Global Markets: Corn – Prices in China Run High

Corn harvest. Photo: Texas A&M AgriLife

Ongoing recovery in feed use combined with tighter-than-anticipated stocks in China’s temporary reserves have driven the national average corn price5 to its highest level since March 2018. Trade sources reported that weekly auctions by the government resulted in substantial sales of corn since they started in May. Nevertheless, domestic prices are headed upward.

As the country rebuilds its hog sector from the outbreaks of African Swine Fever (ASF) at a faster-than- anticipated pace, feed demand has been robust in both grain-surplus regions in the North and grain-deficit regions in the South. The use of protein meals (soybean meal equivalent) has also grown relative to prior expectations. According to the Chinese Academy of Agricultural Science, hog production is estimated to recover more than 80 percent of its pre-ASF level by the end of 20206.

Trade sources reported that corn auctions from temporary reserves have been well subscribed and nearly all volumes offered at each auction have been sold. In May, the average sales price was roughly $250 per ton, but by June, the average price had gone up to $270 per ton. In addition, worries that temporary reserves are running out and expectations that no other reserves will be opened for auction (e.g. non-temporary central, provincial, and county reserves) are apparently leading to higher demand, driving feed mills and processors to look for alternatives.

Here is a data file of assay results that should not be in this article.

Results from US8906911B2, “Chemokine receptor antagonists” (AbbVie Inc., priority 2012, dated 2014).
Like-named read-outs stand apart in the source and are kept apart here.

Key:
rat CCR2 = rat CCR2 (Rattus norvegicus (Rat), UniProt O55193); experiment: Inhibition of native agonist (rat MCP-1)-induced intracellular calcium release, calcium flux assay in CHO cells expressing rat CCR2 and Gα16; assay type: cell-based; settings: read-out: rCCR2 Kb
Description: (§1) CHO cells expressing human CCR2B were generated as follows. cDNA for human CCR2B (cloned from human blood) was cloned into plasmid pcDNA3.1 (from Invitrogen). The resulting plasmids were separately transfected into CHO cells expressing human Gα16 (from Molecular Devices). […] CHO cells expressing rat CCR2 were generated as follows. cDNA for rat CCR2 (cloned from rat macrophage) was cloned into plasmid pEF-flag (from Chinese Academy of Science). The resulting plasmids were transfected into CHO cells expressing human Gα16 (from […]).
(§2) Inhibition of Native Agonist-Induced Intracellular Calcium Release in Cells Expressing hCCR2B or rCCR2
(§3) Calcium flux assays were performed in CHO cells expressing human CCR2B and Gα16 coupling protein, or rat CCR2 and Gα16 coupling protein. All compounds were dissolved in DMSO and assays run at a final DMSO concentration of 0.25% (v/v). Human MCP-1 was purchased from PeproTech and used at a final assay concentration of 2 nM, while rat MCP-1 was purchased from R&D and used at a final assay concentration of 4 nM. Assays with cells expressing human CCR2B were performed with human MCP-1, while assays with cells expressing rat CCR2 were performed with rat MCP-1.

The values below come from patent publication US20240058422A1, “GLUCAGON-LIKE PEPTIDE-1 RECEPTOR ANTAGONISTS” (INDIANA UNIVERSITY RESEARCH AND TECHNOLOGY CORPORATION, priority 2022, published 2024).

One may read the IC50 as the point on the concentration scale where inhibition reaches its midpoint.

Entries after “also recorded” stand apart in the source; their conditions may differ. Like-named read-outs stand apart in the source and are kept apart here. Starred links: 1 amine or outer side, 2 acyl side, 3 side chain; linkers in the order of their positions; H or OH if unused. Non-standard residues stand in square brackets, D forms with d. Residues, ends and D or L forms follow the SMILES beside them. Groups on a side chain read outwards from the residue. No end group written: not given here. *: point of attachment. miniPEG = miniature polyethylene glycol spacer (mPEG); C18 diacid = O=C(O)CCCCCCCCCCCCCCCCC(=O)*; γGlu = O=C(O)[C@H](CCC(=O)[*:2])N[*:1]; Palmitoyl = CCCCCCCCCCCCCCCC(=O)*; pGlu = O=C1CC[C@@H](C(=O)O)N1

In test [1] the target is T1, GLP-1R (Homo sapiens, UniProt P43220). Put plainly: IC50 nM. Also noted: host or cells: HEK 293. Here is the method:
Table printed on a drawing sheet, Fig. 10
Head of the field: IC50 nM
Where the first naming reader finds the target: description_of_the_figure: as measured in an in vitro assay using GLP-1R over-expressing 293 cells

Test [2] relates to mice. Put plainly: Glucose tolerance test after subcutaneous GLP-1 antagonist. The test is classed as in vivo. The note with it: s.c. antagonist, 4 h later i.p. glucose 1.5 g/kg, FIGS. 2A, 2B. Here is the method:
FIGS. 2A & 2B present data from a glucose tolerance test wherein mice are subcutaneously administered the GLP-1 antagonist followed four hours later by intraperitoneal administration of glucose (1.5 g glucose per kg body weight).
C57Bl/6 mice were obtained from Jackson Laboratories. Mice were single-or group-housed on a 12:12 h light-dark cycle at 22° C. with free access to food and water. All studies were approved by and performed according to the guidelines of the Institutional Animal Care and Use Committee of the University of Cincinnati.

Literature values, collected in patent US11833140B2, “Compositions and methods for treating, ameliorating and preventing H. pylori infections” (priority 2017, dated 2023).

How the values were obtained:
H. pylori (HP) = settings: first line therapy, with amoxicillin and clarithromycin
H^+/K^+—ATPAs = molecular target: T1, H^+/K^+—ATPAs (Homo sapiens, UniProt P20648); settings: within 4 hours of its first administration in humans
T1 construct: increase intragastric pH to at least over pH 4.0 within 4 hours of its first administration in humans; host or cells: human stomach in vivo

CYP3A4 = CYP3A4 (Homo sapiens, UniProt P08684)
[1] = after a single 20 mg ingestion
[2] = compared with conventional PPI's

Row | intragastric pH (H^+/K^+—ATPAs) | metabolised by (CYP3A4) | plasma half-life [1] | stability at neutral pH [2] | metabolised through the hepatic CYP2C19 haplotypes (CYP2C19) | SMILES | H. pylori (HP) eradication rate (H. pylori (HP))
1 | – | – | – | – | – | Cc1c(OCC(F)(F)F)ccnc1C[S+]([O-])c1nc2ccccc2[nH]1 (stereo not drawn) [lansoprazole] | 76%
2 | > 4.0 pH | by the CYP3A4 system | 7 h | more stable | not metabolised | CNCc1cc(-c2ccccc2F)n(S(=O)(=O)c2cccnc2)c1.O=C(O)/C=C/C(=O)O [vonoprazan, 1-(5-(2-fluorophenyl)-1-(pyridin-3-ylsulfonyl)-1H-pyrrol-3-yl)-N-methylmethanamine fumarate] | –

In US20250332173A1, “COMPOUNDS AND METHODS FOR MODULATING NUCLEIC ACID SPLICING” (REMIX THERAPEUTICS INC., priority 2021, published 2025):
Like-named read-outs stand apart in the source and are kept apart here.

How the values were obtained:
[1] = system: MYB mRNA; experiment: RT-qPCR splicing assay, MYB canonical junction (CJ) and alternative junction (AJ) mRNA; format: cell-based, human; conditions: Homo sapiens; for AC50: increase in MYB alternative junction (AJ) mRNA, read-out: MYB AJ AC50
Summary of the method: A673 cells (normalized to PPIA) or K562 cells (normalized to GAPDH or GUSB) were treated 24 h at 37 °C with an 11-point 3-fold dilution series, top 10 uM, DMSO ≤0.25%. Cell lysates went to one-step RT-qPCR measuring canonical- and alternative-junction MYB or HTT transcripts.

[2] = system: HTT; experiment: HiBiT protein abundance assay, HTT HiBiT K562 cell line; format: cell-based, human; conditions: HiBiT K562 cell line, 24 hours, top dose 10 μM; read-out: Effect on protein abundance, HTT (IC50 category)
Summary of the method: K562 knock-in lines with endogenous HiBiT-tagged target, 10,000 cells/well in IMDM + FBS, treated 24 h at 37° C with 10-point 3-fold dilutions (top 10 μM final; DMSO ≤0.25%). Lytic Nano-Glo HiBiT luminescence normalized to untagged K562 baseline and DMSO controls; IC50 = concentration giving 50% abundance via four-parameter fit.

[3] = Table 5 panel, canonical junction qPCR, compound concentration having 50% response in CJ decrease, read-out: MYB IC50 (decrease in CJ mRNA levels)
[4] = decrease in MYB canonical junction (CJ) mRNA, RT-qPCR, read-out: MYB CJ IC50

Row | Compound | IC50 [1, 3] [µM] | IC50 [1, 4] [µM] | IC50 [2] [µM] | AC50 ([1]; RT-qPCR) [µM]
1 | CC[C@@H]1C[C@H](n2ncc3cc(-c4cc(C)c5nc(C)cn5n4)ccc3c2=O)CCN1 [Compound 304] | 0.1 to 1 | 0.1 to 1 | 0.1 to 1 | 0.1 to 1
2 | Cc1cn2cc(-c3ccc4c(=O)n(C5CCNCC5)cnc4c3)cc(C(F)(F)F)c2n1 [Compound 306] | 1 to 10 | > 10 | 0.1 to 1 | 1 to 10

This could partly explain strong imports of feed grains for the October-May period. Combined imports of corn and sorghum are up sharply from a year ago, more than offsetting smaller imports for barley. This may also reflect implementation of the U.S.-China Phase One Agreement. Regardless, demand for competitively priced feed grains runs strong as China’s corn harvest is still a few months away.

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Simple economics says that China should expand purchases of global corn and other feedstuffs that are priced much lower than domestic corn to mitigate the burden on feed mills and processors in the domestic market.

However, options are limited due to tariff-rate quota in corn imports, anti-dumping duties on U.S. distillers’ dried grains with solubles (DDGS) and Australian barley, and a decline in U.S. sorghum acres relative to planting intentions.

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